By the chess coach Jonathan Whitcomb, of Murray, Utah (801-590-9692)
Last week, a new chess rating system was started in the Salt Lake Valley of Utah, with nine players receiving ratings at the Harman Senior Center Chess Club in West Valley City. It is based upon calculations and levels similar to those used by the United States Chess Federation (USCF). The new system is called UCER, for Utah chess estimated rating.
First UCER list (September 30, 2016)
Grant Hodson 1877
Terrell Kerby 1820
Jonathan D. W. 1728
Dick . . . . . . . . . . 1690
Dennis Hansen 1604
Alan Bradbury 1574
Vinn Roos . . . . 1540
Doug Miller . . . 1510
Jerry . . . . . . . . . 1449
In addition, a new participant at the Harman Center, Ivan, received a preliminary rating of 1678, based upon two games.
And yet, taking a closer look, all of the above ratings are subject to change and should not be taken too seriously at this early stage, as if they must be accurate. We can expect some changes to the above standings, based upon games played over the next few months.
The Future of UCER in Central Utah
So how do the ratings of senior citizens at a chess club in West Valley, Utah, relate to chess in schools? This is only a beginning, yet we can expect that these new ratings can help chess-playing students in Utah, eventually. Free tournaments in the Salt Lake Valley will be encouraged, with both senior citizens and younger students. These competitions will give ratings to children and teenagers, as rated senior citizens participate.
Why not just start by rating students directly, without the participation of old men? For one thing, a senior chess player usually plays at an even level over a period of months. Starting with them, we can feel more confident that game results between them and younger players can give accurate ratings to students who are newly getting rated. On the other hand, some young students are quickly improving their skills in the royal game, so results from just a few months ago can differ from today’s results.
Early Comparisons to USCF Ratings
Five members of the Harman Chess Club were important in this early stage of UCER, for their USCF ratings were used as a base for beginning calculations. From there, the games played at the chess club (games not rated by the USCF) were emphasized in the early calculations, giving more weight to what happened in informal games that what had happened in formal USCF-rated tournaments.
So are UCER ratings higher or lower than USCF ratings? For now, it seems that they are both higher and lower, depending on who you’re looking at.
Grant Hodson has played in many USCF-rated tournaments for a long time. As of the end of September, 2016, his regular USCF rating was 1600, yet his UCER rating was 1877, which is significantly higher. The best explanation, however, is not that UCER must be highly inaccurate, for Grant actually wins more games in his chess club than he does in formal chess tournament games. Because UCER emphasizes those informal club games, he gets a much higher rating in UCER: 1877.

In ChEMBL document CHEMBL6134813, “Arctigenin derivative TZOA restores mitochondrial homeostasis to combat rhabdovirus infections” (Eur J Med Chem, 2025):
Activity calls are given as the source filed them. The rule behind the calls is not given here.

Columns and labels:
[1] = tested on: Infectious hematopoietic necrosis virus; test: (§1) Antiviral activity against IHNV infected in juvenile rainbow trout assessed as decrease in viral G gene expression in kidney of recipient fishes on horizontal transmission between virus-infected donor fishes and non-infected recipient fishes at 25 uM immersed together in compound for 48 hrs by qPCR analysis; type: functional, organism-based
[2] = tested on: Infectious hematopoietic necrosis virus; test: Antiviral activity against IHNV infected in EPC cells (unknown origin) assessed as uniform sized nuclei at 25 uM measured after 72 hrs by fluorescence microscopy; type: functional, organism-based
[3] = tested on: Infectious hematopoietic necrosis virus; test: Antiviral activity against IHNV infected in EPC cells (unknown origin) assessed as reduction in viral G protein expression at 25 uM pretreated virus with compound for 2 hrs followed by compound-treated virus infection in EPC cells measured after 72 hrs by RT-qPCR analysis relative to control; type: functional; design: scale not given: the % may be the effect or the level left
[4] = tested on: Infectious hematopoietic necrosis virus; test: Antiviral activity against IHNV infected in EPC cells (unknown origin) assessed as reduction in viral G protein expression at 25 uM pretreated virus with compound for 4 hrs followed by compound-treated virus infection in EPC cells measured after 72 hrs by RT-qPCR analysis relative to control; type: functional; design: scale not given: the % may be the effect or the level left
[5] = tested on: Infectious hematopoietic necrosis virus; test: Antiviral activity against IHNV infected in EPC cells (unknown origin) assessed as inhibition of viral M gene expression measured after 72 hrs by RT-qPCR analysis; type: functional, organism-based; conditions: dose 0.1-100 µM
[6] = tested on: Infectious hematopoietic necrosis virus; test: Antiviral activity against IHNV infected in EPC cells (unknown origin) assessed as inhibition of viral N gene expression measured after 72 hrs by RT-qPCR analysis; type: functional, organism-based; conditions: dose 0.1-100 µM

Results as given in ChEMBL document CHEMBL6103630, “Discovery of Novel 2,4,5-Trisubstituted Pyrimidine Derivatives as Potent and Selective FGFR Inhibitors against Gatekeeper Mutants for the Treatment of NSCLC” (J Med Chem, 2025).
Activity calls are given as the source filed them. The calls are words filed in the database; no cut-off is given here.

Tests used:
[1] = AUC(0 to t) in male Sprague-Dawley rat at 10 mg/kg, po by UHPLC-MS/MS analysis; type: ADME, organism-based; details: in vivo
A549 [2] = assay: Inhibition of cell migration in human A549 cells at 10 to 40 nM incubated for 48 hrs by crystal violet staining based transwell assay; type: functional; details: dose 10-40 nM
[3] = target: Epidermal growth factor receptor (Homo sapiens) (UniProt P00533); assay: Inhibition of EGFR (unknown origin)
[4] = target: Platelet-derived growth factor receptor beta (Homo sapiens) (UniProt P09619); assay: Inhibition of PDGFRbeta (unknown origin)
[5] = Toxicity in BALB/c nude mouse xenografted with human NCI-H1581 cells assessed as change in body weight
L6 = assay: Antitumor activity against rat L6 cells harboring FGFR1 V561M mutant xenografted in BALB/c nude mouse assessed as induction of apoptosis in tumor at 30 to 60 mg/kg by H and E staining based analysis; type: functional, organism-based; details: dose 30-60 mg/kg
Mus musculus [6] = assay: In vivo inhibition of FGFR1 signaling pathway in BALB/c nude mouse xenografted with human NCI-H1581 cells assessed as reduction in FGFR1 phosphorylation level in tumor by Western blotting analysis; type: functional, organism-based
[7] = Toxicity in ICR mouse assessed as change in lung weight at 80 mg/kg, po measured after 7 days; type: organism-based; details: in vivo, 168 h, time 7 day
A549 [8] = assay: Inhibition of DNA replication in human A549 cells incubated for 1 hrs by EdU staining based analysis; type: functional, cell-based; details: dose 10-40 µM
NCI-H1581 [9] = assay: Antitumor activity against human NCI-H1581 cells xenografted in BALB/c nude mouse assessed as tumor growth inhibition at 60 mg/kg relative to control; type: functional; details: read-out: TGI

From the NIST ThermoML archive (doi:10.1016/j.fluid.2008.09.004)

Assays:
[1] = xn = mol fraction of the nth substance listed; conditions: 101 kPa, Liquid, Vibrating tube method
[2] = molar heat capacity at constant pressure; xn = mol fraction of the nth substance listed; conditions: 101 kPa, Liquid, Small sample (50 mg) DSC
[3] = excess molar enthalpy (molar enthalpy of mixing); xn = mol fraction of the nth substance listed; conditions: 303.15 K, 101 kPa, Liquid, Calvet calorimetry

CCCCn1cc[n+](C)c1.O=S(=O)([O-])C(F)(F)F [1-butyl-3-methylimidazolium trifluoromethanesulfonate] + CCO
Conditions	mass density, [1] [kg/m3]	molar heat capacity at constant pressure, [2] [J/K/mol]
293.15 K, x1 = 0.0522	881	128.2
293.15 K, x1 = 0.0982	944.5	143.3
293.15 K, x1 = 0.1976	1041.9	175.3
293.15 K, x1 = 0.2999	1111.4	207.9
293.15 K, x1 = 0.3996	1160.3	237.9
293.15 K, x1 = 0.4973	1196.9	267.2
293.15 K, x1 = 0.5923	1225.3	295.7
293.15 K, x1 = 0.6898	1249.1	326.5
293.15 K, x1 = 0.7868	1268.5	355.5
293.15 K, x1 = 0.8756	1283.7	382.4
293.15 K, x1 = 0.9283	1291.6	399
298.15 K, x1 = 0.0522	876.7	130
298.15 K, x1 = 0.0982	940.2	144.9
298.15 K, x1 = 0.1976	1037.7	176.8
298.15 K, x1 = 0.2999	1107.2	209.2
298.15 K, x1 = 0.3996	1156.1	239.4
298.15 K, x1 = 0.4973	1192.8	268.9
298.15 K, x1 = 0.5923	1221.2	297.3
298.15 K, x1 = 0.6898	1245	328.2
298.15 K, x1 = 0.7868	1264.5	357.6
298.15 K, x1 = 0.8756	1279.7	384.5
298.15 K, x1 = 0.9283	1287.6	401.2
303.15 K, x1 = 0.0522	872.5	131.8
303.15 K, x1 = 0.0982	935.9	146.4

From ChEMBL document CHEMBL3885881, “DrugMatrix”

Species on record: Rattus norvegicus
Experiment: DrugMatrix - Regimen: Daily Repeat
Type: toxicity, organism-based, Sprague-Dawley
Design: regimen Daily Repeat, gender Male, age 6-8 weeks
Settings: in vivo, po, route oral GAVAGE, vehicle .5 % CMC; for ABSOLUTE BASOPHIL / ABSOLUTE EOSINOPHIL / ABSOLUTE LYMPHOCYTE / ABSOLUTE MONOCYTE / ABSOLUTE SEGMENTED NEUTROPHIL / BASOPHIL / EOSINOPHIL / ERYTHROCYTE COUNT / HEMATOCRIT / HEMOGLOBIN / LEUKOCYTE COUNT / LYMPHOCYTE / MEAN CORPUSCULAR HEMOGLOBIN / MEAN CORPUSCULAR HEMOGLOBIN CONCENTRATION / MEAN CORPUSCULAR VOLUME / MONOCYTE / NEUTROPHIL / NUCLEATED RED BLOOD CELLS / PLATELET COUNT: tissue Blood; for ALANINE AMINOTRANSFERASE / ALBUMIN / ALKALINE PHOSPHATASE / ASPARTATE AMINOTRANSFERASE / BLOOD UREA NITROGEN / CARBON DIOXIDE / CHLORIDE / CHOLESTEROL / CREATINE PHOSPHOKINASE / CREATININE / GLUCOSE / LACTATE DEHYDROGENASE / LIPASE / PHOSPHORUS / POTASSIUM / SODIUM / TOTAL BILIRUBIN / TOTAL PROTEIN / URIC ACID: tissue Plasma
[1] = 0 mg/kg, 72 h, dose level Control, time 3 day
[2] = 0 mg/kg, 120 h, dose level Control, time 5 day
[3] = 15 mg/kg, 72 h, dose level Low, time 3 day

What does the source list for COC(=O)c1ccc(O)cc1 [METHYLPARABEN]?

On the other hand, Alan Bradbury had a USCF rating of 1663, but a UCER rating that is only 1574. Perhaps future game results will increase his UCER rating, but we need not assume that UCER must be inaccurate.
On the other hand, Dennis Hansen has a USCF rating almost identical to his UCER: 1603 versus 1604. A key to understanding UCER is this: Informal chess-game results reported for UCER calculations are eventually given greater weight than USCF ratings.
We can look forward to UCER becoming not only broader but deeper, as it is refined by more chess-game results at the Harman Senior Center Chess Club and as it is eventually used in other areas of central Utah. Many children and teenagers would like to play in a chess tournament and get a rating, yet some of them can be kept out of USCF-rated tournaments because of the entry fee or USCF-membership fee (or both). Free chess tournaments that use UCER can make it possible for many more students to get a rating.
For more information, call the chess tutor Jonathan Whitcomb: 801-590-9692.
Harman Senior Center in West Valley City, Utah
I’m now offering my services as a chess coach in the Salt Lake Valley. I can drive to your location . . . Your chess instruction will be precisely arranged according to your individual needs, to most effectively help you improve in your chess-playing abilities.
Playing chess can encourage children to develop cognitive skills, and this may be at least part of the reason that school test scores have been shown to improve after students have been in a chess program (compared with those who did not go through the program).